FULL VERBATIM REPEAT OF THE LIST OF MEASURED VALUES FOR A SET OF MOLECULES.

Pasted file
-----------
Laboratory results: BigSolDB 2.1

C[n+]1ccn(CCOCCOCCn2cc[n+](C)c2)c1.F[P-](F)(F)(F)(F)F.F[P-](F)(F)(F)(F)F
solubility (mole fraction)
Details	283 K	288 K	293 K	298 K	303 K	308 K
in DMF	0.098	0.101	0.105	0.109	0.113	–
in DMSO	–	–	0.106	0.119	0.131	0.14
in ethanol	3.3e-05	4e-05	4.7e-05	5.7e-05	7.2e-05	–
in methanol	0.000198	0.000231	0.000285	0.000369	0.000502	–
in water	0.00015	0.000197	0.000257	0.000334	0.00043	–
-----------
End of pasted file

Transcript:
Laboratory results: BigSolDB 2.1

C[n+]1ccn(CCOCCOCCn2cc[n+](C)c2)c1.F[P-](F)(F)(F)(F)F.F[P-](F)(F)(F)(F)F
solubility (mole fraction)
Details	283 K	288 K	293 K	298 K	303 K	308 K
in DMF	0.098	0.101	0.105	0.109	0.113	–
in DMSO	–	–	0.106	0.119	0.131	0.14
in ethanol	3.3e-05	4e-05	4.7e-05	5.7e-05	7.2e-05	–
in methanol	0.000198	0.000231	0.000285	0.000369	0.000502	–
in water	0.00015	0.000197	0.000257	0.000334	0.00043	–